Participants and context of the study
The participants in this study included teachers at a public elementary school in Saitama prefecture, in Japan. The school, which is located in the suburbs of a city with a population of approximately 66,000, has 486 students in 18 classrooms in Grades 1 through 6, and 26 teachers with nine staff members. About one third of the teachers were beginning teachers who had teaching experiences of less than five years. The school was designated by the prefecture’s board of education as a school for improving students’ academic achievement in mathematics for the school years 2013–2014 and 2014–2015. In this context, the school set a research theme (goal) for a 2-year project as ‘improving students’ academic achievement’ with a focus on developing students’ thinking for its ‘konai-keshu’ (intra-school teacher training) of the school year. Under the leadership of the principal, all teachers in the school participated in school-based activities for professional development. The first author was invited to attend the lesson study cycles as a knowledgeable other (Seino & Foster, 2020), and to make suggestions and comments for the improvement of classroom teaching at lesson study meetings. He observed the activities of teachers in lesson study meetings, and attended research lessons with a post-lesson discussions in particular, three times a year, to facilitate the teachers’ reflections on the observed lessons and to offer suggestions for the improvement of teaching.
At the school level, a typical lesson study cycle commences at the end of an academic school year, typically January or February, when the faculty decides on a research theme for the new school year that starts in April. To maintain school-wide conduct of lesson study, the school establishes a committee to promote its research activity. During the school year, once the school starts the cycle, several research lessons are scheduled, typically once each term. For the school year 2013–2014, the committee planned and implemented three cycles of research lessons (Table 1). Between the research lessons, groups of teachers discussed issues related to the improvement of students’ academic achievement and developed and revised lesson plans for research lessons.
In a 2-year project at K Elementary School, an entire group of teachers participated in several lesson study cycles. In the study reported in this paper we collected data from three lesson study cycles, as shown in Table 1.
Given that the study focused on addressing the research questions, a specific method was used to capture what the participating teachers perceived and believed to be significant in the planned and implemented lessons, and what they described as critical characteristics of the lesson they had just observed. In each post-lesson discussion, teachers were first classified into small groups of three (in June and January) or four (October), and they later met as one group for discussions. For each research lesson in June and January, the teachers were categorized into three groups according to the grade level they taught (teachers in Grades 1 and 2, Grades 3 and 4, Grades 5 and 6). The teachers were segregated into four groups only in October with roughly the same numbers. They were first invited to write down on small pieces of paper their reflections and comments on the lessons they observed. Subsequently, these comments were structured in each group by representing them on a large piece of paper (a ‘summary sheet’) within the group, for the discussion. Summary sheets were used in a particular format during each post-lesson discussion (see Appendices 1, 2, and 3).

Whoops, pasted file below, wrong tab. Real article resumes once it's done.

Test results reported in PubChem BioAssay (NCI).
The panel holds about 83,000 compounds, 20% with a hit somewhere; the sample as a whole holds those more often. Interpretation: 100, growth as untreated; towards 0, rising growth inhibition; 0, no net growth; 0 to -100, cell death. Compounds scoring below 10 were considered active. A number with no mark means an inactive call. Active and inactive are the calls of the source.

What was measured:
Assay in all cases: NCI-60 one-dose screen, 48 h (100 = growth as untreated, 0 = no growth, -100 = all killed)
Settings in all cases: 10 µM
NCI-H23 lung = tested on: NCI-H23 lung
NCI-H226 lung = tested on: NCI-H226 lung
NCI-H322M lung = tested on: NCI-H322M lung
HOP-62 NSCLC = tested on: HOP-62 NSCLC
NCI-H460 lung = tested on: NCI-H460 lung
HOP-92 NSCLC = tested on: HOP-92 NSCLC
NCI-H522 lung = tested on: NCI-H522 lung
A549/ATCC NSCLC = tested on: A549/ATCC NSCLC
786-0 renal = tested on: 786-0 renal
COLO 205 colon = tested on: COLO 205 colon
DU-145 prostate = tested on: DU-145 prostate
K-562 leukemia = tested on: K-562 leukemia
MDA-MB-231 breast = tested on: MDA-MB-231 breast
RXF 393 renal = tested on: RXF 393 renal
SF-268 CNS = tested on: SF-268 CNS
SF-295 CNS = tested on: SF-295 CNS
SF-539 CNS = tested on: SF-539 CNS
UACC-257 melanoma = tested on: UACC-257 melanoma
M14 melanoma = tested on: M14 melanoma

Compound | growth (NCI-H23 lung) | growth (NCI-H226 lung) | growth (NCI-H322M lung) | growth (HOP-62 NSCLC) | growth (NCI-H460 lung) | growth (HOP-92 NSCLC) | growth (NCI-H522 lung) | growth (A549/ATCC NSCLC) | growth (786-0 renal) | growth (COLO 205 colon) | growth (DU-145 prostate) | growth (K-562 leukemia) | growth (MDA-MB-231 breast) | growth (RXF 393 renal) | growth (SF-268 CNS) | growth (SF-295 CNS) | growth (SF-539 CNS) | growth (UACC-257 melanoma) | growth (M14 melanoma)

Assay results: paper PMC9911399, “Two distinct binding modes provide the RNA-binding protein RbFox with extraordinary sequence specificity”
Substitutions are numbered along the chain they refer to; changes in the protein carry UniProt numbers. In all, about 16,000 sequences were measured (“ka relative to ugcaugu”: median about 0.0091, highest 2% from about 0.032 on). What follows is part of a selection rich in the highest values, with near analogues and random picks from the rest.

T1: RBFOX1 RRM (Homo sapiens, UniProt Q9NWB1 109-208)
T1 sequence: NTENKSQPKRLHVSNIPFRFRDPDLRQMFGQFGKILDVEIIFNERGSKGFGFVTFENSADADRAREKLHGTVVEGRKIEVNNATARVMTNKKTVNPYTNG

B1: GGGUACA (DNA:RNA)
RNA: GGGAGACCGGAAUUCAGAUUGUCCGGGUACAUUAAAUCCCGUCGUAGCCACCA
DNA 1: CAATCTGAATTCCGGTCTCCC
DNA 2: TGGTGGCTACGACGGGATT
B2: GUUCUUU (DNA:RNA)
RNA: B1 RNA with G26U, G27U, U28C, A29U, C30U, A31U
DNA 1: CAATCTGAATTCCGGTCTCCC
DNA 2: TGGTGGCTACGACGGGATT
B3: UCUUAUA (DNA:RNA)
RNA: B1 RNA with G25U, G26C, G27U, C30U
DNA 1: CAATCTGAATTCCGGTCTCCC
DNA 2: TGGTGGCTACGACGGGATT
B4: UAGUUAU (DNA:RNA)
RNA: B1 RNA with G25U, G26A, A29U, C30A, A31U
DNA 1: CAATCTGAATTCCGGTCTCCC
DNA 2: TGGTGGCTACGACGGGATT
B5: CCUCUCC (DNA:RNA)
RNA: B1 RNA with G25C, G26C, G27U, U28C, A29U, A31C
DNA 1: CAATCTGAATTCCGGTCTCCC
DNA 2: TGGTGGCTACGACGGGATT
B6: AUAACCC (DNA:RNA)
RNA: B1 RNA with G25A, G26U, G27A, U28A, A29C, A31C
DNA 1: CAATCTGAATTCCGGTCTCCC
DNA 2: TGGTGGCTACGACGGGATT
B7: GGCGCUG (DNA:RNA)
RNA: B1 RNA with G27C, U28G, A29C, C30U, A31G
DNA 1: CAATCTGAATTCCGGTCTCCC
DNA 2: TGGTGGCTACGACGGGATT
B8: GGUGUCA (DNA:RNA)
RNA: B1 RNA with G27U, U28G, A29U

After the reflections of teachers were shared in each group, the summaries were shared by the teachers for a general discussion. Accordingly, teachers’ ‘voices’ were better captured than in the typical oral post-lesson discussions where experienced teachers’ comments often dominated.
Overall, 496 comments by all the participating teachers were collected and submitted for the analyses, along with other materials such as lesson plans and copies of textbooks. The ‘summary sheets’ to which all the small pieces of paper were attached in each group of teachers were also collected and analyzed.
Development of a coding system